Executive Q&A: Education consultant helps Oklahoma schools make the grade

Executive Q&A: After 15 years in education, Jan Barrick started Alpha Plus Educational Systems, which provides Oklahoma schools with the practice tests, materials and training they need, so their teachers can teach students to master the subject areas on which they’ll be tested.
by Paula Burkes Modified: March 16, 2014 at 10:00 am •  Published: March 16, 2014
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In the early years after Jan Barrick started her education consulting business, her father and her Certified Public Accountant used to badger her annually around this time — tax time.

“When are you going to get a real job?” her father would ask, while her CPA was quick to point out that she earned less money than any of the five years she worked as a classroom teacher.

Fast-forward 28 years, and her CPA (she still uses the same one) isn’t hassling her now. In fact, he’s told her many times how proud he is of her, she said.

Barrick’s firm — Alpha Plus Educational Systems Inc. — provides Oklahoma kindergarten through 12th-grade schools with the curriculum, practice tests and training they need, so their teachers can use scientifically-proven methods to teach students to master the areas of reading, math and other subjects on which they’ll be tested. For example, if third-graders will be tested on comprehension, teachers instruct students how to understand what they’re reading versus focusing on phonetics, or sounding out words.

Her firm has brought schools graded “F,” based on students’ standardized test results, to a “B” in one school year and soon after to an “A.” For students in the sixth through 12th-grades, simulated standardized tests now are available online, Barrick said.

Alpha Plus, which employs 15, is working with 71 schools from inner city Oklahoma City and Tulsa to all four corners of the state. Schools pay $10,000 to $40,000 a year, plus material fees, for the service, depending on how frequently Alpha Plus experts visit. Schools that rank in the bottom 5 percent are required to spend up to 20 percent of their Title 1 federal funds on such improvement efforts.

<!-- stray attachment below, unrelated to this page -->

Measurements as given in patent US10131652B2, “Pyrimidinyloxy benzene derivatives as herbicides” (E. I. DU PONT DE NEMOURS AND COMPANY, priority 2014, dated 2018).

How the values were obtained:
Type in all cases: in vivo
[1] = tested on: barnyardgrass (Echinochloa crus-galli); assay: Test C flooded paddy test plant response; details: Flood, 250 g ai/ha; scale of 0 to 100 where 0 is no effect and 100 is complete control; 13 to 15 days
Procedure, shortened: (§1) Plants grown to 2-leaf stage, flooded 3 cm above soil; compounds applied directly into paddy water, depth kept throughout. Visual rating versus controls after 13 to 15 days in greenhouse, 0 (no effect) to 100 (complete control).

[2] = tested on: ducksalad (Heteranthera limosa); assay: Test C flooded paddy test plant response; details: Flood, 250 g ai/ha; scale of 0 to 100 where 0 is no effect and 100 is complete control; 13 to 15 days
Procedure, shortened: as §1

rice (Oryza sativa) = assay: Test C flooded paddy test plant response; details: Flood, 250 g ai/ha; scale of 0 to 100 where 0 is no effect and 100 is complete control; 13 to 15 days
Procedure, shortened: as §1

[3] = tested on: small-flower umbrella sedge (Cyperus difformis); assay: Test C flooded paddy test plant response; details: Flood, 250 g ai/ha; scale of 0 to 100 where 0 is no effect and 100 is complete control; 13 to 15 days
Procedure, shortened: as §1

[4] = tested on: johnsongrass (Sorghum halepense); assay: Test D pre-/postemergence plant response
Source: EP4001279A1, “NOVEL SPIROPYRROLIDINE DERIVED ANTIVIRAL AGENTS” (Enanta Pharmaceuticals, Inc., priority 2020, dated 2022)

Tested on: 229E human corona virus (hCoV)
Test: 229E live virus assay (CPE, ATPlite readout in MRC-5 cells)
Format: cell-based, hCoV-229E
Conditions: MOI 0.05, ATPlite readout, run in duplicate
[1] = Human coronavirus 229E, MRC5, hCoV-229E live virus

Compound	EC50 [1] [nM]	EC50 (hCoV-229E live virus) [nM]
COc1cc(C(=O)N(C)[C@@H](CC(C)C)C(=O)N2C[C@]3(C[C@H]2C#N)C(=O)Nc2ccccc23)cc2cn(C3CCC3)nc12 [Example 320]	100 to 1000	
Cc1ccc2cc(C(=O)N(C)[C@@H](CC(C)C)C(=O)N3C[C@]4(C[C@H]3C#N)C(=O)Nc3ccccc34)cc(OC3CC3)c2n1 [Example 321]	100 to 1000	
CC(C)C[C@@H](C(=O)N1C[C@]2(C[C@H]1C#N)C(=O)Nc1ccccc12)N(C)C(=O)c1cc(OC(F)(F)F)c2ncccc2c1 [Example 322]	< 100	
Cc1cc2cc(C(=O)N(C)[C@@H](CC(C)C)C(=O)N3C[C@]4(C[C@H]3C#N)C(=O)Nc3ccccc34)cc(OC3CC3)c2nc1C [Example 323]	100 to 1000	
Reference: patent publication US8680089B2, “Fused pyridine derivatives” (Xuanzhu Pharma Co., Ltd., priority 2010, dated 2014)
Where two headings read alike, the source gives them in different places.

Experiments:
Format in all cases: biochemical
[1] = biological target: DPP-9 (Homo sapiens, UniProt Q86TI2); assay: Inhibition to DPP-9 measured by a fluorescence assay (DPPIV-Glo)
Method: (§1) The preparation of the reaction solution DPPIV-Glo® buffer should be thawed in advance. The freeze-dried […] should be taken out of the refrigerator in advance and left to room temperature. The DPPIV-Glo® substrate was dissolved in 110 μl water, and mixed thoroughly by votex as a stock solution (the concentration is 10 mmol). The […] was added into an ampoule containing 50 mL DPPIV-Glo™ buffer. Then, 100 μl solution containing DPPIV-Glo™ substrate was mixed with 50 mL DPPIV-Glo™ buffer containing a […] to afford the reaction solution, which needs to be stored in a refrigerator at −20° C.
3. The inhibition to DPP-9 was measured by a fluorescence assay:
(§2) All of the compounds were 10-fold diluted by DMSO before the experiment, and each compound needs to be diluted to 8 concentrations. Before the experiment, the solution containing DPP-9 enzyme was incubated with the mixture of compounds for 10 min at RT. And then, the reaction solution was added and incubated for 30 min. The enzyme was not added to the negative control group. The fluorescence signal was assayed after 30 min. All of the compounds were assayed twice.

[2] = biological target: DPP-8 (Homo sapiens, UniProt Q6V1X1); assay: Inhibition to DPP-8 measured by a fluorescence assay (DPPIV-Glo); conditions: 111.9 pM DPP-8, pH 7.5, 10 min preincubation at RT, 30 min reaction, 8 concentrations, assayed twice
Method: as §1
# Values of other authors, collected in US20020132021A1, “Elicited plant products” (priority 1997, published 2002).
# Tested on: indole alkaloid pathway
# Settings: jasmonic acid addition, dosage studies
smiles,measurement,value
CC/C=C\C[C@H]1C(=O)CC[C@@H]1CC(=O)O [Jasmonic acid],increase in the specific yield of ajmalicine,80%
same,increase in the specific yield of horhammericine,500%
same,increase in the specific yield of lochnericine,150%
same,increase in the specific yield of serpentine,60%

From her 5,000-square-foot office building at 3315 NW 63, a property the company bought two years ago, Barrick, 62, sat down on Monday with The Oklahoman to talk about her professional and personal life. This is an edited transcript:

Q: What childhood experiences most influenced your career?

A: My grandfathers, who were both entrepreneurs, and summerlong all-girl Camp Fire camps in Chattanooga outside my hometown of Lawton. Though I loved my grandmothers, I gravitated toward my grandfathers, whom I found much more interesting. My mother’s father raised cattle and ran a mercantile in Russell, which was near Mangum but is now a ghost town. My father’s father cut wheat, starting in Texas and following the crop to Canada. When I was real young, and before my dad went into insurance, I used to go with him and my grandfather through Oklahoma and Kansas, and sit on my dad’s lap while he drove the combine. At Camp C-Andy, from age 16 through my first year of college, I was in charge of the outdoor activities, helping with sports and games and teaching campers how to cook outside. We did everything, from cleaning the toilets to fixing them when they broke. Each year, there were about 100 to 115 school-age girls and only three adults: two cooks and a nurse.

Q: Did you set out early to become a teacher?

A: I did. My mother taught third grade. And when I was in first grade, I’d come home every day and teach my little sister what I learned. She could read “Tip and Mitten” when she was 4. With my friends, I’d always suggest playing school, of course volunteering to be the teacher. And if I couldn’t talk them into it, I’d line up my dolls and teach them. It was my favorite teacher — the late Esther Powell, who taught fourth grade at Garfield Elementary in Lawton — who inspired me to learn and influenced my decision to pursue special education. She told me it’s easy to teach above-average kids, but it takes a good teacher to teach students who have a hard time learning.

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by Paula Burkes
Reporter
A 1981 journalism graduate of Oklahoma State University, Paula Burkes has more than 30 years experience writing and editing award-winning material for newspapers and healthcare, educational and telecommunications institutions in Tulsa, Oklahoma...
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PERSONALLY SPEAKING

•Position: Alpha Plus Educational Systems Inc., founder and chief executive

•Birth date and birthplace: June 4, 1951, Clinton.

•Childhood home: Lawton

•Family: Jerry Plant, married 20 years; stepdaughter Michelle Plant; a granddaughter, 20, and twin grandsons, 13.

•Education: University of Oklahoma, master’s and bachelor’s degrees in special education

•Her book: “The Way to an ‘A:’ How to Help Your Child Succeed in School”

•Housing addition: Nichols Hills

•Civic and professional contributions: She’s active in the Greater Oklahoma City Chamber and Oklahoma State Chamber, serves on the OU College of Education Board of Advocates and was past president of the Central Oklahoma Chapter of the National Association of Women Business Owners

•For fun: Gardening (favorite plantings include roses, hydrangeas, daffodils) and travel (last spring, she and a girlfriend spent two weeks in Dubai, where they viewed the city from the roof of the world’s tallest building and shopped for gold jewelry and designer purses).

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